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Warriors, Welding and Wooing the Workforce

Warriors, Welding and Wooing the Workforce

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Train Named Executive President of Emerson Automation Solutions


Emerson recently named new senior leadership appointments to its Office of the Chief Executive who now report directly to chairman and CEO David N. Farr, and help develop and guide the company’s global strategies.

Michael H. Train’s new title is executive president of Emerson Automation Sol...


All-Pro Fasteners Receives Monogram Licensing


All-Pro Threaded Products, an All-Pro Fasteners company, received the official API Q1 registration and on September 23, 2016 become the second of only two within the industry to have obtained both the API 20E & 20F monogram licenses.

The American Petroleum Institute (API) has confirmed that All-Pro...


U.S. Natural Gas Production Gives Back August Gains in September


U.S. natural gas production levels in the lower 48 states declined by nearly 1.2% in September 2016 compared to August 2016 levels, according to analysis from IHS Markit. September’s decline drops year-to-date production levels 1% compared to the same period in 2015.

Overall, lower 48 U.S. dry ga...


Duke Energy Carolinas to Provide More Renewable Energy Projects


Duke Energy Carolinas (DEC) recently issued a request for 750,000 MW hours of energy located in its territory. Results from the request for proposals (RFP) will help DEC meet North Carolina's 2007 Renewable Energy and Energy Efficiency Portfolio Standard (REPS) that mandates the company generate 12....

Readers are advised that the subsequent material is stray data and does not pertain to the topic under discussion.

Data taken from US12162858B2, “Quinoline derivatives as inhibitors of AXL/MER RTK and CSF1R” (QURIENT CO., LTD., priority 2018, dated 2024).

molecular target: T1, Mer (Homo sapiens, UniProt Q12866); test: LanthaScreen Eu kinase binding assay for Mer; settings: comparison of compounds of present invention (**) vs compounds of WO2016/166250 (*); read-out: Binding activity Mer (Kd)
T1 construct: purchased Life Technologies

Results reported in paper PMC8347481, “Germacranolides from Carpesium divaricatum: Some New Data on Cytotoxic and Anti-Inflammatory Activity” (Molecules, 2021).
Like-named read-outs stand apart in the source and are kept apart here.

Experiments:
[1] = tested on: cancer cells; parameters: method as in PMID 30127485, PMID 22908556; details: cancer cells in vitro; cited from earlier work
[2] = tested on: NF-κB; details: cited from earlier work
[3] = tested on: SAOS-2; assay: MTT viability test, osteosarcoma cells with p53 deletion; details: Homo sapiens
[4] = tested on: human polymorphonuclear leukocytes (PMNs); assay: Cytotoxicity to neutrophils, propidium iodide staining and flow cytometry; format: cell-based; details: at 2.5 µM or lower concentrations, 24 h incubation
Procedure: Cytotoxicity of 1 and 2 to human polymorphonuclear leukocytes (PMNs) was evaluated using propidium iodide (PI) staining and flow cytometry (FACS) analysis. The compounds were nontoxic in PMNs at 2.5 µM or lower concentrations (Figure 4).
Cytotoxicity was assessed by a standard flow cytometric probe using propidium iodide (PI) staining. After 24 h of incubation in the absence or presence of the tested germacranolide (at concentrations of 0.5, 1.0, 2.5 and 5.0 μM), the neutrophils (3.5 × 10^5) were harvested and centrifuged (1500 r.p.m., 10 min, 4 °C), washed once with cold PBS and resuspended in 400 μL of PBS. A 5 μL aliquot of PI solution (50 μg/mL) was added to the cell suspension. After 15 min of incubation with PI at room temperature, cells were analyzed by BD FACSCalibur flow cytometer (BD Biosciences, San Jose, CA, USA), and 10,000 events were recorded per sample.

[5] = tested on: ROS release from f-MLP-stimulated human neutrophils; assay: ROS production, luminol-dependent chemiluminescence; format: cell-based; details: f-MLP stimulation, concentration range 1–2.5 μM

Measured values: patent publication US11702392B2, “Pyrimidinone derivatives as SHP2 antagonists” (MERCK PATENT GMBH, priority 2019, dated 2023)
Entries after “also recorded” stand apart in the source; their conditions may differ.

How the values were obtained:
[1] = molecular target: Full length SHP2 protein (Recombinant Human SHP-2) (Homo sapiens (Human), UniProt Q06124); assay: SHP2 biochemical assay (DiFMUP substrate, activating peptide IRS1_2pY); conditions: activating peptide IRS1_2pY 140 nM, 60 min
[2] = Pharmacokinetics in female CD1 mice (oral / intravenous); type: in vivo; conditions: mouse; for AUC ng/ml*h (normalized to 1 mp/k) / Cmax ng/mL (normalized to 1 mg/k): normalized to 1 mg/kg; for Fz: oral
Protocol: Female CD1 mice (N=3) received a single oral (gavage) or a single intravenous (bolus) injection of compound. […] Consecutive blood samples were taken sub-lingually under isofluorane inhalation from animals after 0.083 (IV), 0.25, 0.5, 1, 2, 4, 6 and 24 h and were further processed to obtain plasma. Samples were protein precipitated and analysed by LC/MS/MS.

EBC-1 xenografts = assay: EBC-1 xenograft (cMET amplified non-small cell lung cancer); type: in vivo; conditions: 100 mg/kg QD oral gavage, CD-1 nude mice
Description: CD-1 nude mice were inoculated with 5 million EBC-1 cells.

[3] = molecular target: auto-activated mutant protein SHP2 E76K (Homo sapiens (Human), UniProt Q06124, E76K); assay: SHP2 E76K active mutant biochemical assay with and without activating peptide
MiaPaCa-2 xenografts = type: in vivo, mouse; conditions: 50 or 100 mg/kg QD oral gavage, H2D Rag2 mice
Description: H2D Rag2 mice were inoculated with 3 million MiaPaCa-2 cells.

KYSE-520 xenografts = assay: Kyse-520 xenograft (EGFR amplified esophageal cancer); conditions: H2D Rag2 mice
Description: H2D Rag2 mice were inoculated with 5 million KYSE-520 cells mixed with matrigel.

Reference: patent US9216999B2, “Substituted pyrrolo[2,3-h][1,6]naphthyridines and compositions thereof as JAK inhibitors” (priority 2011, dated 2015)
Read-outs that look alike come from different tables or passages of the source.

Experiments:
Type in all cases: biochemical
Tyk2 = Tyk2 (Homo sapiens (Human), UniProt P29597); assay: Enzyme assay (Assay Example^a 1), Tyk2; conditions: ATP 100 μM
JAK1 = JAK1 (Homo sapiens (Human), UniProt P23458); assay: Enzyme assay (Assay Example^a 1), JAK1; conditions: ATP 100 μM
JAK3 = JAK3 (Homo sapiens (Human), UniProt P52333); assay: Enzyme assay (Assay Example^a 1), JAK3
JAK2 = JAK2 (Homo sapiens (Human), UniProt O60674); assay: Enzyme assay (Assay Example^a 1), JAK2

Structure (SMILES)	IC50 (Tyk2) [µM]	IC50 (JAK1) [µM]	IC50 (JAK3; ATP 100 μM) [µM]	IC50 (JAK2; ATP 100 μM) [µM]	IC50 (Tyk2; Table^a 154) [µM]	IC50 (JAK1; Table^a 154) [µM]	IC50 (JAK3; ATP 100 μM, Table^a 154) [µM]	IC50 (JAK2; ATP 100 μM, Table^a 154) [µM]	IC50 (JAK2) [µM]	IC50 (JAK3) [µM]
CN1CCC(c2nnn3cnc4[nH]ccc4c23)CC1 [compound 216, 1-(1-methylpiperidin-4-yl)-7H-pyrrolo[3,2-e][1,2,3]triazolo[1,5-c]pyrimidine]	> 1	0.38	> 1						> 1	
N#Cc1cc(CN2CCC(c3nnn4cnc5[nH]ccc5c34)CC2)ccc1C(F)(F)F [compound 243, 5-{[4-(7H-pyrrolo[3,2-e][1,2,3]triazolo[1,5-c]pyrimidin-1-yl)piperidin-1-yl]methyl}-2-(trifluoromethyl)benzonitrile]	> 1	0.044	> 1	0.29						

Mid-Atlantic Manufacturing Activity Expands More Than Expected


Results from the Federal Reserve Bank of Philadelphia’s October Manufacturing Business Outlook Survey suggest that regional manufacturing conditions continued to improve. Indexes for general activity, new orders, and shipments were all positive this month. But firms in the Mid-Atlantic region re...


Fed’s Beige Book Points to Modest Economic Growth


Reports from the twelve Federal Reserve Districts suggest national economic activity continued to expand during the reporting period from late August to early October. Most Districts indicated a modest or moderate pace of expansion ; however, the New York District reported no change in overall activit...


Use of Hard Coatings for Valves

What types of coatings are available for valves in severe service abrasion service?
Valves operating in this type of service require enhanced durability and corrosion resistance. The coatings widely used for valves include HVOF, hard chrome and D-gun, all of which provide a hard surface with much better resistance to abrasion compared to uncoated parts.

Do these coating technologies have any limitations?
These traditional coating technologies do have some limitations and undesirable side-effects. The coatings are porous, especially HVOF, which when used with gas requires special sealing to stop gas diffusion through the coating pores. Both HVOF and D-gun coatings contain metal binder, usually cobalt or sometimes nickel or chrome. Most of the binders are prone to corrosion and attacks by aggressive media such as H2S, which is present in sour oil or nitric acid used for cleaning food processing equipment. The binder leaching dramatically increases coating abrasiveness, and seals wear much quicker. HVOF and D-gun coatings can only be applied to external surfaces, are very rough as applied, and require expensive grinding and finishing. Also, hard chrome plating causes significant environmental concerns and will be phased-out in many developed countries.

Are there any alternatives?